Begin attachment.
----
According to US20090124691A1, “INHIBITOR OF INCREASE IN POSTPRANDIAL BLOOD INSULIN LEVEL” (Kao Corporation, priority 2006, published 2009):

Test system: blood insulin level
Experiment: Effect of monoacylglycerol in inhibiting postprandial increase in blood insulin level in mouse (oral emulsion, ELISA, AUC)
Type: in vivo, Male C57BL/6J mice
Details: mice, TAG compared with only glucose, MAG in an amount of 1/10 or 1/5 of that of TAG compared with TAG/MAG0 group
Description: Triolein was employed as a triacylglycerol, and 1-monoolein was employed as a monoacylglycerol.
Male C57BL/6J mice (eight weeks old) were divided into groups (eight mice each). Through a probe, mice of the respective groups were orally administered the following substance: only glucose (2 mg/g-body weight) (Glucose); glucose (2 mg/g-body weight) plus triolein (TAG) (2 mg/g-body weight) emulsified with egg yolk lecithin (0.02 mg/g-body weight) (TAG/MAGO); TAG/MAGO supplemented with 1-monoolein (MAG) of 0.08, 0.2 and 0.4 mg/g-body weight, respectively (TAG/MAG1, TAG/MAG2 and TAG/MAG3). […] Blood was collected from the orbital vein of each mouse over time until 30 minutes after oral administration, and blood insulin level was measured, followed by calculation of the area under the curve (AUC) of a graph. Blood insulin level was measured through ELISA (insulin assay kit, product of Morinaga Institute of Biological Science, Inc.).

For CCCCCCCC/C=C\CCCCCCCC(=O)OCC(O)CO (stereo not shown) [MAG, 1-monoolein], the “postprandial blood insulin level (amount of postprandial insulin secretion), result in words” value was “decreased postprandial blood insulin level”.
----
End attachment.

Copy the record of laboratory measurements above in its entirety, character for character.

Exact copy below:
According to US20090124691A1, “INHIBITOR OF INCREASE IN POSTPRANDIAL BLOOD INSULIN LEVEL” (Kao Corporation, priority 2006, published 2009):

Test system: blood insulin level
Experiment: Effect of monoacylglycerol in inhibiting postprandial increase in blood insulin level in mouse (oral emulsion, ELISA, AUC)
Type: in vivo, Male C57BL/6J mice
Details: mice, TAG compared with only glucose, MAG in an amount of 1/10 or 1/5 of that of TAG compared with TAG/MAG0 group
Description: Triolein was employed as a triacylglycerol, and 1-monoolein was employed as a monoacylglycerol.
Male C57BL/6J mice (eight weeks old) were divided into groups (eight mice each). Through a probe, mice of the respective groups were orally administered the following substance: only glucose (2 mg/g-body weight) (Glucose); glucose (2 mg/g-body weight) plus triolein (TAG) (2 mg/g-body weight) emulsified with egg yolk lecithin (0.02 mg/g-body weight) (TAG/MAGO); TAG/MAGO supplemented with 1-monoolein (MAG) of 0.08, 0.2 and 0.4 mg/g-body weight, respectively (TAG/MAG1, TAG/MAG2 and TAG/MAG3). […] Blood was collected from the orbital vein of each mouse over time until 30 minutes after oral administration, and blood insulin level was measured, followed by calculation of the area under the curve (AUC) of a graph. Blood insulin level was measured through ELISA (insulin assay kit, product of Morinaga Institute of Biological Science, Inc.).

For CCCCCCCC/C=C\CCCCCCCC(=O)OCC(O)CO (stereo not shown) [MAG, 1-monoolein], the “postprandial blood insulin level (amount of postprandial insulin secretion), result in words” value was “decreased postprandial blood insulin level”.